Doctor Who: The
Talons of Weng-Chiang (Special Edition/BBC DVD)
Picture: B- Sound: B- Extras: A+ Episodes: A
What would you get if Tom Baker’s Doctor Who channeled the
spirit of Conan Doyle’s Sherlock Holmes, then faced off against Fu
Manchu? Why, you’d get The
Talons of Weng-Chiang, Doctor
Who story No. 91, and you’d also get one of the best overall Who
stories ever made! The Doctor travels
back to Victorian London in the 1890s to show his companion Leela (Louise
Jameson) how her ancestors lived, but the pair get more than they bargained for
when they run afoul of the dastardly minions of Weng-Chiang!
The pair quickly get stuck into events in London when they
run into a murder in progress, perpetrated by a group of Black Scorpion Tong
gangsters. These Chinese gangsters
escape, save one, and he, the Doctor, and Leela get arrested by a London bobby.
At the station they meet Li H'sen Chang,
a stage magician and secret master of the Black Scorpions. Under the guise of an interpreter, he slips
the captured gangster a poison pill, and the man commits suicide! From there the pace quickens, and the Doctor
begins to unravel the mystery surrounding Li H'sen Chang, and his dark master,
Famous for its many Victorian flourishes, twists, turns,
and clever references to classic fiction (not to mention the giant sewer rats),
Talons of Weng-Chiang features Mr. Baker at the zany height of his
powers. This story also introduces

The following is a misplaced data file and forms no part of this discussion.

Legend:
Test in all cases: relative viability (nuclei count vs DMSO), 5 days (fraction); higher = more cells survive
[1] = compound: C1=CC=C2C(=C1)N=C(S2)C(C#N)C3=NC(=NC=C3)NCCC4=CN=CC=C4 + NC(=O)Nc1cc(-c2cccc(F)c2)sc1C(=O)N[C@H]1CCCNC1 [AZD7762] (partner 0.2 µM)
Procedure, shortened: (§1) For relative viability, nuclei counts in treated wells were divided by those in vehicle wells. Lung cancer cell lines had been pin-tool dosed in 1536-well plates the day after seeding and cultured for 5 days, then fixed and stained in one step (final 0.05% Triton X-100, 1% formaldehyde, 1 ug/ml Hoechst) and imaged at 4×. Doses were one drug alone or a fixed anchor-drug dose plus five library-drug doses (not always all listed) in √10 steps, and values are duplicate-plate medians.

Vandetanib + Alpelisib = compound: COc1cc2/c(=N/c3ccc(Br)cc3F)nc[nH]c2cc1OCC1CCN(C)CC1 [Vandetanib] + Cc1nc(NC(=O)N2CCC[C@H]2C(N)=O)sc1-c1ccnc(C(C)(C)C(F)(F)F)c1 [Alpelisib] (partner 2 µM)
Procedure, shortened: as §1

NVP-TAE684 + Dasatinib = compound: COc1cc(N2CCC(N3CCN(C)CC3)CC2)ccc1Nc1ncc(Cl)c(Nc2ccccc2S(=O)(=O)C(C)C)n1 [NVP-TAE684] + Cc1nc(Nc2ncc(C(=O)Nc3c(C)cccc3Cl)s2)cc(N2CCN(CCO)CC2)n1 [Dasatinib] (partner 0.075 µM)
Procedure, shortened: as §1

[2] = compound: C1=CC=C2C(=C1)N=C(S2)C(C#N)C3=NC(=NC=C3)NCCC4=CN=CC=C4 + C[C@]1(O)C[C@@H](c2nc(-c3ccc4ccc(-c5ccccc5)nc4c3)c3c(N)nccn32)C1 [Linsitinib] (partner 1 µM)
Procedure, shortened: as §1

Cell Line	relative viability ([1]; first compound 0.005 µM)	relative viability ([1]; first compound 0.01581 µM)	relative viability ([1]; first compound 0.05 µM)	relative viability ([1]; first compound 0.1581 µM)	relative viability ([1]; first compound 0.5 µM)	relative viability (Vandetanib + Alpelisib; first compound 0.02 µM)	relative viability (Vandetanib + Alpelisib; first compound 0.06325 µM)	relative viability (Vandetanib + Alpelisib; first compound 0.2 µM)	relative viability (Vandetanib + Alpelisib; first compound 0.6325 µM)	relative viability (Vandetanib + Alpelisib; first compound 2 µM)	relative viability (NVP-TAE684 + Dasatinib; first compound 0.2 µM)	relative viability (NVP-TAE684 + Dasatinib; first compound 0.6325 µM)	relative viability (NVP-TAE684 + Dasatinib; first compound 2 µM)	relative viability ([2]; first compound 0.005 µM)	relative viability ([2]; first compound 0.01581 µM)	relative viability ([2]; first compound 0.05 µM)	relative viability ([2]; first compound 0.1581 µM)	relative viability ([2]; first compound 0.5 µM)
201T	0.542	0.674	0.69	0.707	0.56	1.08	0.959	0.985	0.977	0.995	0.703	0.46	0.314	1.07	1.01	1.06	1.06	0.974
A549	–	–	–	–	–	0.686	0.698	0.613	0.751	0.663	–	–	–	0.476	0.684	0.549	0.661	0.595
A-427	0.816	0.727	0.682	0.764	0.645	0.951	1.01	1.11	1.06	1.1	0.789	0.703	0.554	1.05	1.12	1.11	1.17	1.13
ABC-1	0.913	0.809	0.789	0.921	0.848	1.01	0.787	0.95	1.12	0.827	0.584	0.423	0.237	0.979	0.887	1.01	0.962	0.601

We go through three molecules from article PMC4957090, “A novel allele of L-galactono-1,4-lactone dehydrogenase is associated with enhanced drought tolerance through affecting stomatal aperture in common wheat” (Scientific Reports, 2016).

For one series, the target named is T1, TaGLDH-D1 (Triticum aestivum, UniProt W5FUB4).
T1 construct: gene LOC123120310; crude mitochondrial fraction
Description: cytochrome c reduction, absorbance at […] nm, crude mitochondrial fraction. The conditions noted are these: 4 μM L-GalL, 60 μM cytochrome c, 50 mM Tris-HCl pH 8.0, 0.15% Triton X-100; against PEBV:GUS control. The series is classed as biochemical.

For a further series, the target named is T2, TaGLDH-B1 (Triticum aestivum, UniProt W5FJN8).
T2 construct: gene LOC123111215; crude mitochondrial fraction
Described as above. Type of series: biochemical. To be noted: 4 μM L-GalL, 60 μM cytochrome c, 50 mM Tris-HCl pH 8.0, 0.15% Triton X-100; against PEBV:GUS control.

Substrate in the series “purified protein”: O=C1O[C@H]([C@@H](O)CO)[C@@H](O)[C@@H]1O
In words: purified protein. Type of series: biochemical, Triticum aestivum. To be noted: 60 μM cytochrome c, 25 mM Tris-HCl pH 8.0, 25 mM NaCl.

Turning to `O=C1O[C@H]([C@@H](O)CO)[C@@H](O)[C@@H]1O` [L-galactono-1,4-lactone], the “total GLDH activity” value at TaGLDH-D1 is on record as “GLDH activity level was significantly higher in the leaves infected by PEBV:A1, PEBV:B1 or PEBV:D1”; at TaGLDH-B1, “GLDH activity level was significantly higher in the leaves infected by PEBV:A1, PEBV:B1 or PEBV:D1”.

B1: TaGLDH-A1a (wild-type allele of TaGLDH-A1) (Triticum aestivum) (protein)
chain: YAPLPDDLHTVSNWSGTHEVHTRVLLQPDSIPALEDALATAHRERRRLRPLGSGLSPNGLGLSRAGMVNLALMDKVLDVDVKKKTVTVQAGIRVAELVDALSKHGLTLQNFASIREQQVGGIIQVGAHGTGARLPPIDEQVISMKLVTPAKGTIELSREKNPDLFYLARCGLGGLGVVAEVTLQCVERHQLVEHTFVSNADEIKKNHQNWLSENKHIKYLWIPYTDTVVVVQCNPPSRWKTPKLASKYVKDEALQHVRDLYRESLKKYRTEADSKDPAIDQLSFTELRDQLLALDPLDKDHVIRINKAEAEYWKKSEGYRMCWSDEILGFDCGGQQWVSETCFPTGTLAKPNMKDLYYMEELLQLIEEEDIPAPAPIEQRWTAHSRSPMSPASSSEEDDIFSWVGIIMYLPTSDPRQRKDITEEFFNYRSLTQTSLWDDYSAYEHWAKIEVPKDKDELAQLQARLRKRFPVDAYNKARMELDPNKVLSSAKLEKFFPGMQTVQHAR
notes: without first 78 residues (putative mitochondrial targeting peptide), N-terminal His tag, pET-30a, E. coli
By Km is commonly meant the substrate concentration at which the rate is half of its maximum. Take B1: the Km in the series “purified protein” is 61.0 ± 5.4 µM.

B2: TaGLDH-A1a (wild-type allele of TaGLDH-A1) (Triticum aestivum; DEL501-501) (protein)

quasi-companion Professor Litefoot (Trevor Baxter), a coroner cursed with the
curiosity needed to make him a useful aid to the Doctor. As many have found in the past, traveling
with a Time Lord can prove hazardous to one’s health!
This three disc, special edition set includes a host of
cool extras. Many of these features also
appeared on the previous release of this story from 2003, but some are new to
this release. Some highlights include: five commentaries, “The Last Hurrah” (a documentary featuring Mr. Baker and producer
Philip Hinchcliffe), "Victoriana and
Chinoiserie" (discussion of the literary influences in the story),
"Limehouse: A Victorian Chinatown"
(a talk about the real historical Chinese areas of London), more Blue
Peter scenes featuring the Doctor, and a lengthy interview with Mr.
This story’s only real failing lies in the producers’
decision to use non-Chinese actors to portray the principal Chinese
characters. It almost seems that by the
late 1970s and early 1980s, BBC should have been over this. Is it borderline racist to do this? Tom Baker and Mr. Hinchcliffe broach the
topic in “The Last Hurrah”, and the
discussion is worth a watch. Still, this
aside, The Talons of Weng-Chiang Special Edition gives this
amazing arc the attention it so richly deserves.
- Scott Pyle